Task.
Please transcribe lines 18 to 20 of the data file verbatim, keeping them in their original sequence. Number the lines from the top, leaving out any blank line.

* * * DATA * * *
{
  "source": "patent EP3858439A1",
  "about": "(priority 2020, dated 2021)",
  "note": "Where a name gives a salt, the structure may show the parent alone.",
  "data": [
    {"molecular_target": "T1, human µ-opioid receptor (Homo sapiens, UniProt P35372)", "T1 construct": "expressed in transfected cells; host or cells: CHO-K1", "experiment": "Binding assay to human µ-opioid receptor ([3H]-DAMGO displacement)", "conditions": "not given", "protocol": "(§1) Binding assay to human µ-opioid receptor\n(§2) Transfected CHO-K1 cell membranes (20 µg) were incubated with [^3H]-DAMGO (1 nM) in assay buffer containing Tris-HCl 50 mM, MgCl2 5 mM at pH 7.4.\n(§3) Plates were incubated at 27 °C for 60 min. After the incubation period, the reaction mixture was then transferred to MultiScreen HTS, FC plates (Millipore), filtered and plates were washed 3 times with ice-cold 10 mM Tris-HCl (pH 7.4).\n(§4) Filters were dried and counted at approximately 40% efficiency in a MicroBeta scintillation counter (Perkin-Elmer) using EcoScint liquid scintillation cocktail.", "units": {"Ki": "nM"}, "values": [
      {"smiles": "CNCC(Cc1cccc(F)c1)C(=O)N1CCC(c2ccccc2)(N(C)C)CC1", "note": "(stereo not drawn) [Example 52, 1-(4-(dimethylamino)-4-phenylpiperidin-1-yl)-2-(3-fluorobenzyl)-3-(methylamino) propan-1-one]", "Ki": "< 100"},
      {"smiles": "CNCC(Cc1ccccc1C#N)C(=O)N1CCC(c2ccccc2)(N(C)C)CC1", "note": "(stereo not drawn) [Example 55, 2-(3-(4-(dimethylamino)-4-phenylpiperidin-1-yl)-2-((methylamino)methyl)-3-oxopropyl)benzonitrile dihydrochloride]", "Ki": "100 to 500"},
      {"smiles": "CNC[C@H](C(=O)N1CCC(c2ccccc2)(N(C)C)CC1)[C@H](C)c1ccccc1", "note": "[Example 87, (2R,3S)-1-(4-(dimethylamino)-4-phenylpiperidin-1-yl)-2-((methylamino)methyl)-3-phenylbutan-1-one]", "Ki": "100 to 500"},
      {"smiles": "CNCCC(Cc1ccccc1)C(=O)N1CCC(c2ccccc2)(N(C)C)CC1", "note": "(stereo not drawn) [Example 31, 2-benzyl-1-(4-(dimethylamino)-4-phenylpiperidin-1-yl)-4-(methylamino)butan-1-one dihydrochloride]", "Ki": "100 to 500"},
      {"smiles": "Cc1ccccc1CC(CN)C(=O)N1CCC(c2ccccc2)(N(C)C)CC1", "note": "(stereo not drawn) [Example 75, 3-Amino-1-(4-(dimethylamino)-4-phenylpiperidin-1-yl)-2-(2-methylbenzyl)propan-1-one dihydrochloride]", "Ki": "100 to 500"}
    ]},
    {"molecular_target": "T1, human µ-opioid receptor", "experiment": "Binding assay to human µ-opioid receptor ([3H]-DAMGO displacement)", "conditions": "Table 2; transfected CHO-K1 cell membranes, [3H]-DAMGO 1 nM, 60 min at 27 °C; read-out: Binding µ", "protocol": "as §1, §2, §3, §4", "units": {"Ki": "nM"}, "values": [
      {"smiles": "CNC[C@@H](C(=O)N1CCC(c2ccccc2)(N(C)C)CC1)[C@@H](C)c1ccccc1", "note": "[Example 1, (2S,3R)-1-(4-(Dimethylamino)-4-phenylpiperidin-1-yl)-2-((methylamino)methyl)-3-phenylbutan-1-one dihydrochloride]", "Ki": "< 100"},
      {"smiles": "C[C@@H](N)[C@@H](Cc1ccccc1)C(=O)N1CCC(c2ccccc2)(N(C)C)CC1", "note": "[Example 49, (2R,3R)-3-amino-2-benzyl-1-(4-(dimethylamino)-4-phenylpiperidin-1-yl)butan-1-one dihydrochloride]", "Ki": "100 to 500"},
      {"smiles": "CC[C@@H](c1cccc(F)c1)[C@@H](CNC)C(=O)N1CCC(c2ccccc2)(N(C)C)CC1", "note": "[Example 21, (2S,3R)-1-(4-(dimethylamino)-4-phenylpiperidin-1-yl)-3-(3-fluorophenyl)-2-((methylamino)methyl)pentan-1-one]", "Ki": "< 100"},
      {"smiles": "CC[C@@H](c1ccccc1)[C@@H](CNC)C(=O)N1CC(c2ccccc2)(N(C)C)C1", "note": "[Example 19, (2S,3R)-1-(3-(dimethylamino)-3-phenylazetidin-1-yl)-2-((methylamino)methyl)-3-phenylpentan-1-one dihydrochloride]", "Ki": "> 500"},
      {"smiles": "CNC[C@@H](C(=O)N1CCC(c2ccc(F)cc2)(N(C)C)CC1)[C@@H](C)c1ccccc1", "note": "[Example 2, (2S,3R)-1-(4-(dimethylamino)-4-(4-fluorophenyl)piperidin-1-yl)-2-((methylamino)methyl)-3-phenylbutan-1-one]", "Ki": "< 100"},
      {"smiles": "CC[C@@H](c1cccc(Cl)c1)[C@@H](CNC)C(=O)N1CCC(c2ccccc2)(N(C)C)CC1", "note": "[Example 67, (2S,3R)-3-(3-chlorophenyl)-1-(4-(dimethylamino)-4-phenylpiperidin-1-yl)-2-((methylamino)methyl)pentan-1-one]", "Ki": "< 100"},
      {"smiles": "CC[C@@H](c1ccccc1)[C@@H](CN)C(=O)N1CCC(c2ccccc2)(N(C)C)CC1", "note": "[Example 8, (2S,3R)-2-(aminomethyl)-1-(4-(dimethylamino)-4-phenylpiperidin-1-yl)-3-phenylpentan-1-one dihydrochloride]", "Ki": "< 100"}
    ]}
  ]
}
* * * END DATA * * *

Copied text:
      {"smiles": "CNC[C@@H](C(=O)N1CCC(c2ccc(F)cc2)(N(C)C)CC1)[C@@H](C)c1ccccc1", "note": "[Example 2, (2S,3R)-1-(4-(dimethylamino)-4-(4-fluorophenyl)piperidin-1-yl)-2-((methylamino)methyl)-3-phenylbutan-1-one]", "Ki": "< 100"},
      {"smiles": "CC[C@@H](c1cccc(Cl)c1)[C@@H](CNC)C(=O)N1CCC(c2ccccc2)(N(C)C)CC1", "note": "[Example 67, (2S,3R)-3-(3-chlorophenyl)-1-(4-(dimethylamino)-4-phenylpiperidin-1-yl)-2-((methylamino)methyl)pentan-1-one]", "Ki": "< 100"},
      {"smiles": "CC[C@@H](c1ccccc1)[C@@H](CN)C(=O)N1CCC(c2ccccc2)(N(C)C)CC1", "note": "[Example 8, (2S,3R)-2-(aminomethyl)-1-(4-(dimethylamino)-4-phenylpiperidin-1-yl)-3-phenylpentan-1-one dihydrochloride]", "Ki": "< 100"}